The hyperuricosuria mutation was identified in more than 1 individual in all breeds identified with the mutation except for the Pomeranian, American Staffordshire Terrier, and Labrador Retriever, where only 1 carrier dog was identified. Identification of a single sample in the breed is indicative of the presence of the mutation in the breed, as long as the sample is from a purebred dog of that breed. In Pomeranians, the dog carrying the mutation is a purebred Pomeranian, and it is probably the only dog identified with the mutation because of the low mutant allele frequency in the breed. The American Staffordshire Terrier sample is from a dog seen by the reproductive service at the hospital and thus is likely to be from a purebred dog. In this breed, it is probable that only a single individual was identified because a relatively low number of samples were genotyped. The origin of the carrier Labrador Retriever sample is from the UCD-VMTH database, which reports the breed identity based on owner declaration. Because there was no indication in this patient's medical record that it is a purebred Labrador Retriever, it is possible that this is a mixed-breed dog. Because of this uncertainty, 268 samples from verified purebred Labrador Retrievers were tested but the mutation was not identified in this sample set. Therefore, the hyperuricosuria mutation in Labrador Retrievers is either in very low frequency or not present at all. The presence of the mutation in all 3 breeds could be verified if additional individuals carrying the mutation are identified.

Although the mutation was not identified in some of the breeds included in this study, we cannot conclude that the mutation is not present in those populations. The mutant allele frequency may be very low in these breeds and thus undetectable with the sample size tested. In these cases, the mutant allele frequency is smaller than

For example, 143 Shetland Sheepdogs were genotyped and so the mutant allele frequency in this breed is <0.003. This study focused on 28 breeds and it is probable that the mutation is present in additional breeds that were not included. Therefore, any dog affected with urate urolithiasis may have 2 copies of the hyperuricosuria mutation and, after verification by DNA testing, can be treated according to the same protocols established for Dalmatians.3,6

In breeds identified with the mutation, selection against hyperuricosuria is possible by DNA-based testing and has the potential to decrease the production of affected individuals and the frequency of urate urolithiasis in these breeds. A genetic test for canine hyperuricosuria is commercially available and may be used by breeders to select animals for breeding. Selection against the mutation should be done with consideration for the mutant allele frequency and the breed's population size. In breeds with a high mutant allele frequency, such as Weimaraners, a gradual selection is recommended in order to prevent a strong decrease in the overall genetic diversity of the breed. Because hyperuricosuria is a recessive trait, gradual selection can be achieved by breeding with carriers, provided they are mated to DNA-tested, clear dogs. In breeds with a very low mutant allele frequency and a large population, such as German Shepherd Dogs, selection can be done more rapidly, by breeding only dogs clear of the mutation, without compromising the desired genetic diversity of the breed. Veterinarians also may use the DNA test in order to investigate the cause of urate urolithiasis in affected dogs. The hyperuricosuria mutation is not the only cause of urate urolithiasis, and conditions such as portosystemic shunts and hepatic microvascular dysplasia also may predispose dogs to this disease.6 The DNA-based test may be used as a noninvasive and relatively inexpensive tool to differentiate between such cases.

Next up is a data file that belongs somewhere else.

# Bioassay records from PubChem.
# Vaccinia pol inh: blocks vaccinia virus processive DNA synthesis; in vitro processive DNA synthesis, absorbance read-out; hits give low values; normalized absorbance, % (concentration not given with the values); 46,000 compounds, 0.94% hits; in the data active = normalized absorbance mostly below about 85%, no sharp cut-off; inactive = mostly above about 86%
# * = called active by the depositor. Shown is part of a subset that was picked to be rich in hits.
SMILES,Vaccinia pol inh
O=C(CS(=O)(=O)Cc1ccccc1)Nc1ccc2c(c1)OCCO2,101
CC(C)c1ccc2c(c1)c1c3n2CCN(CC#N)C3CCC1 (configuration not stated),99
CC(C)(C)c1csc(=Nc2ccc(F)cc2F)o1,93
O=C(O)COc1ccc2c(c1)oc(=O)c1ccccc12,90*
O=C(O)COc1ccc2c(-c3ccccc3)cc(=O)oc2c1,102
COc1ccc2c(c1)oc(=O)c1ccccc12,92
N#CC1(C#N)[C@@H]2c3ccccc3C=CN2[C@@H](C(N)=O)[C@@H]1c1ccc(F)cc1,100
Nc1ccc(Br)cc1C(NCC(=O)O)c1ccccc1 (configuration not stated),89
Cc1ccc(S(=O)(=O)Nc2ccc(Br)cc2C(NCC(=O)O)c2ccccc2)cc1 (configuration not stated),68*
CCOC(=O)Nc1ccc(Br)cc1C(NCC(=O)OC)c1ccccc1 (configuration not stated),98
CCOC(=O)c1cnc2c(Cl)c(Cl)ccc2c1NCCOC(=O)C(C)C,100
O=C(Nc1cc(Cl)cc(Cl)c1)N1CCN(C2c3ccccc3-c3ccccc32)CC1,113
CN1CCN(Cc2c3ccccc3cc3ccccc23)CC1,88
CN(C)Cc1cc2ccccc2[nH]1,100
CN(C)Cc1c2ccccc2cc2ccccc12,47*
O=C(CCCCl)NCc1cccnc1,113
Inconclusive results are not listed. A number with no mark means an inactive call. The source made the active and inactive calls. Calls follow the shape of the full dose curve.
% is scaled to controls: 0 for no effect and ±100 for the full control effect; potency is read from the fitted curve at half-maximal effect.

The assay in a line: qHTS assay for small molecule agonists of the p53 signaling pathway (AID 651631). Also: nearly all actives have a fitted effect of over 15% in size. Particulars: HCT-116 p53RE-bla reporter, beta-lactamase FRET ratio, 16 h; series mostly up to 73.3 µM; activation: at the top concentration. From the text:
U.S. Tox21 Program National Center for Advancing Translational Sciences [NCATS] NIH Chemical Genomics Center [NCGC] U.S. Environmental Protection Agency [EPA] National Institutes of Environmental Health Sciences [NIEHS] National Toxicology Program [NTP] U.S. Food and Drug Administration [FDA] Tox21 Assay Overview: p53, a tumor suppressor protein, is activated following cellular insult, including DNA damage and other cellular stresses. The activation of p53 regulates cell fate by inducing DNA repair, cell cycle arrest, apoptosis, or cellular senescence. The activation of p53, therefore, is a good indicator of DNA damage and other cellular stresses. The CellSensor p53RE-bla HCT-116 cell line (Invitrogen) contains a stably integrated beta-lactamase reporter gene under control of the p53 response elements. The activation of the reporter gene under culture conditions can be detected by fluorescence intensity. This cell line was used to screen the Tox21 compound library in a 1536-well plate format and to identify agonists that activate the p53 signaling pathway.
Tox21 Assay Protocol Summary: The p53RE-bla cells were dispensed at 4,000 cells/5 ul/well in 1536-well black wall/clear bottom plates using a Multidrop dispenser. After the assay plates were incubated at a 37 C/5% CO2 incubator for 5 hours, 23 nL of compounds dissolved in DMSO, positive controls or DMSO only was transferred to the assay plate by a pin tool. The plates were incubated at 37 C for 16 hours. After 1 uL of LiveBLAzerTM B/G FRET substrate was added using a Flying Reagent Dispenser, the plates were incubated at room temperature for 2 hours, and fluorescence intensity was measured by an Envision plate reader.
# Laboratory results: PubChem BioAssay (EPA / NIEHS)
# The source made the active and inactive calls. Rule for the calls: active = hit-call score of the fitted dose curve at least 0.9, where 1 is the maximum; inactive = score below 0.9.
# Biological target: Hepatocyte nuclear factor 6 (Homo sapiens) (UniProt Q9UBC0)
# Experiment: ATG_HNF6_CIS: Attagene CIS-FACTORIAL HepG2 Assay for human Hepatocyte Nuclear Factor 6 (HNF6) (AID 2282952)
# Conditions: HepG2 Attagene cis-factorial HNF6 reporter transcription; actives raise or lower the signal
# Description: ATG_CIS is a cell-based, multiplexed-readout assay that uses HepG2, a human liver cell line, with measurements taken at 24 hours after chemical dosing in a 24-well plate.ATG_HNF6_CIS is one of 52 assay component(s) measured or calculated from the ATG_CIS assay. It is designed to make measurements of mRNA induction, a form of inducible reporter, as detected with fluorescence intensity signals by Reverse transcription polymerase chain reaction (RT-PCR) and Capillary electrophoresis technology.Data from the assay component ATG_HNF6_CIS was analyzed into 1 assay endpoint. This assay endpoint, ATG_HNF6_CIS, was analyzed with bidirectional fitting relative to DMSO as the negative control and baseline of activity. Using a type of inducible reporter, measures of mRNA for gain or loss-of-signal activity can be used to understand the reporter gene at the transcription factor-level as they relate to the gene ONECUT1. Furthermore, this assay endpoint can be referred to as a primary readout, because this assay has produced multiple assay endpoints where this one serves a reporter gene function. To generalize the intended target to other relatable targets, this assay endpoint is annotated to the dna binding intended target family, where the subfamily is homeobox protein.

aQiAmp DNA Blood mini kit, Qiagen, Valencia, CA

bCanine Hyperuricosuria DNA Test, University of California, Davis, Veterinary Genetics Laboratory, Davis, CA

cUrate Stone—Uric Acid Excretion (Canine Hyperuricosuria) DNA Test—Animal Health Trust, Newmarket, Suffolk, UK


The authors thank the veterinarians and owners who provided the samples used in this study as well as Jim Mickelson and Katie Minor from the University of Minnesota for their sample contribution. The authors also thank Susan Dileanis and Katy Robertson of the Veterinary Genetics Laboratory at UC Davis.

This study was funded by Royal Canin, Research Center, Aimargues, France.



pertaining to anatomy or to the structure of the organism.



1. Relating to anatomy.

2. Synonym(s): structural

3. Denoting a strictly morphological feature distinct from its physiologic or surgical considerations, for example, anatomic neck of humerus, anatomic dead space, anatomic lobulation of the liver.


/ana·tom·ic/ (an″ah-tom´ik) anatomical.



adjective Referring to anatomy or to a body structure.


, anatomical (an-ă-tomik, -i-kăl)

1. Relating to anatomy.

2. Synonym(s): structural.

3. Denoting a strictly morphologic feature distinct from its physiologic or surgical considerations, e.g., anatomic neck of humerus, anatomic dead space, anatomic lobulation of the liver.


Related to the physical structure of an organ or organism.

Mentioned in: Coma


, anatomical (an-ă-tomik, -i-kăl)

1. Relating to anatomy.

2. Synonym(s): structural.

3. Denoting a strictly morphologic feature distinct from its physiologic or surgical considerations, e.g., anatomic neck of humerus, anatomic dead space, anatomic lobulation of the liver.

anatomic (anətom´ik),

adj pertaining to the anatomy of a structure.

anatomic dead space,

n the actual capacity of the respiratory passages that extend from the nostrils to and including the terminal bronchioles.

anatomic landmark,

n See landmark, anatomic.

anatomic, anatomical

pertaining to anatomy, or to the structure of the body.

anatomic dead space (respiratory)

the space in the air passages, oral to the parenchymatous lung tissue, where no respiratory exchange takes place.